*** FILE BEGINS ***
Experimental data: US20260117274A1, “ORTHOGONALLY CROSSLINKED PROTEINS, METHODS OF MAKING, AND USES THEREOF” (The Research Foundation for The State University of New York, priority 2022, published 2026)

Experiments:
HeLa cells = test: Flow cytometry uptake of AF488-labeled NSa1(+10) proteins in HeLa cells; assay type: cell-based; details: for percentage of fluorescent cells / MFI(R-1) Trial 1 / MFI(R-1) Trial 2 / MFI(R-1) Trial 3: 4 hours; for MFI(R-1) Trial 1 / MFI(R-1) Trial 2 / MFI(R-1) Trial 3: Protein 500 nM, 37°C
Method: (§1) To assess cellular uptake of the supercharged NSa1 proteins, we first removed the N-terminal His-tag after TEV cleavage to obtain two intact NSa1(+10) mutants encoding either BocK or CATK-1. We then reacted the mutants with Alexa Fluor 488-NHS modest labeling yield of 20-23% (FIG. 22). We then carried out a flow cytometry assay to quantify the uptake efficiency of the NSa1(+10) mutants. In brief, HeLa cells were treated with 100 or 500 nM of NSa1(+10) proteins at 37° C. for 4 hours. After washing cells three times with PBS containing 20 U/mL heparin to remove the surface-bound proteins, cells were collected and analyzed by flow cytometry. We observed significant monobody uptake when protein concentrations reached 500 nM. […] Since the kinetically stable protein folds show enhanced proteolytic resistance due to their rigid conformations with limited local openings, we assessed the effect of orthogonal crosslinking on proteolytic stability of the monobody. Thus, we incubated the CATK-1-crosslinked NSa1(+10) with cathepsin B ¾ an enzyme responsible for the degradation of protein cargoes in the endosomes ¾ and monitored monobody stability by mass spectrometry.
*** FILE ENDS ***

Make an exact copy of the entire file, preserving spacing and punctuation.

Experimental data: US20260117274A1, “ORTHOGONALLY CROSSLINKED PROTEINS, METHODS OF MAKING, AND USES THEREOF” (The Research Foundation for The State University of New York, priority 2022, published 2026)

Experiments:
HeLa cells = test: Flow cytometry uptake of AF488-labeled NSa1(+10) proteins in HeLa cells; assay type: cell-based; details: for percentage of fluorescent cells / MFI(R-1) Trial 1 / MFI(R-1) Trial 2 / MFI(R-1) Trial 3: 4 hours; for MFI(R-1) Trial 1 / MFI(R-1) Trial 2 / MFI(R-1) Trial 3: Protein 500 nM, 37°C
Method: (§1) To assess cellular uptake of the supercharged NSa1 proteins, we first removed the N-terminal His-tag after TEV cleavage to obtain two intact NSa1(+10) mutants encoding either BocK or CATK-1. We then reacted the mutants with Alexa Fluor 488-NHS modest labeling yield of 20-23% (FIG. 22). We then carried out a flow cytometry assay to quantify the uptake efficiency of the NSa1(+10) mutants. In brief, HeLa cells were treated with 100 or 500 nM of NSa1(+10) proteins at 37° C. for 4 hours. After washing cells three times with PBS containing 20 U/mL heparin to remove the surface-bound proteins, cells were collected and analyzed by flow cytometry. We observed significant monobody uptake when protein concentrations reached 500 nM. […] Since the kinetically stable protein folds show enhanced proteolytic resistance due to their rigid conformations with limited local openings, we assessed the effect of orthogonal crosslinking on proteolytic stability of the monobody. Thus, we incubated the CATK-1-crosslinked NSa1(+10) with cathepsin B ¾ an enzyme responsible for the degradation of protein cargoes in the endosomes ¾ and monitored monobody stability by mass spectrometry.